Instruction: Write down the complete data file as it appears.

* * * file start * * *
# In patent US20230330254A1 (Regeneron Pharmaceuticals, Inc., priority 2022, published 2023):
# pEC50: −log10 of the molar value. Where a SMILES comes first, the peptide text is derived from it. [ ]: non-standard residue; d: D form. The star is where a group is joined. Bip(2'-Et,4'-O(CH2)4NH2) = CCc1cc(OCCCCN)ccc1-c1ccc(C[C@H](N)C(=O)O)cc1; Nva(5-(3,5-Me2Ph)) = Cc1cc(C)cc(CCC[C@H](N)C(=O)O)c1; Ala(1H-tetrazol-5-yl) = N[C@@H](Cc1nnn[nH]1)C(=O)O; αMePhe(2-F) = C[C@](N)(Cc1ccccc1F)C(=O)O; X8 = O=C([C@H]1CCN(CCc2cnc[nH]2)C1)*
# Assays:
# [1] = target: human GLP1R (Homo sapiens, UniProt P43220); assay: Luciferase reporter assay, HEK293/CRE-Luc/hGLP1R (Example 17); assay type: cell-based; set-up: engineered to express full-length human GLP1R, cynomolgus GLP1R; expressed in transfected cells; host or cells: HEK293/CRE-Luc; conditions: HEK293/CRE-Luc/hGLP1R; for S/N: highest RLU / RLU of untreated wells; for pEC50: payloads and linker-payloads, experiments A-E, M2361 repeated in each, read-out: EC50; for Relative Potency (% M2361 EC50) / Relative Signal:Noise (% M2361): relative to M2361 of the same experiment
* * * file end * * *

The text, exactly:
# In patent US20230330254A1 (Regeneron Pharmaceuticals, Inc., priority 2022, published 2023):
# pEC50: −log10 of the molar value. Where a SMILES comes first, the peptide text is derived from it. [ ]: non-standard residue; d: D form. The star is where a group is joined. Bip(2'-Et,4'-O(CH2)4NH2) = CCc1cc(OCCCCN)ccc1-c1ccc(C[C@H](N)C(=O)O)cc1; Nva(5-(3,5-Me2Ph)) = Cc1cc(C)cc(CCC[C@H](N)C(=O)O)c1; Ala(1H-tetrazol-5-yl) = N[C@@H](Cc1nnn[nH]1)C(=O)O; αMePhe(2-F) = C[C@](N)(Cc1ccccc1F)C(=O)O; X8 = O=C([C@H]1CCN(CCc2cnc[nH]2)C1)*
# Assays:
# [1] = target: human GLP1R (Homo sapiens, UniProt P43220); assay: Luciferase reporter assay, HEK293/CRE-Luc/hGLP1R (Example 17); assay type: cell-based; set-up: engineered to express full-length human GLP1R, cynomolgus GLP1R; expressed in transfected cells; host or cells: HEK293/CRE-Luc; conditions: HEK293/CRE-Luc/hGLP1R; for S/N: highest RLU / RLU of untreated wells; for pEC50: payloads and linker-payloads, experiments A-E, M2361 repeated in each, read-out: EC50; for Relative Potency (% M2361 EC50) / Relative Signal:Noise (% M2361): relative to M2361 of the same experiment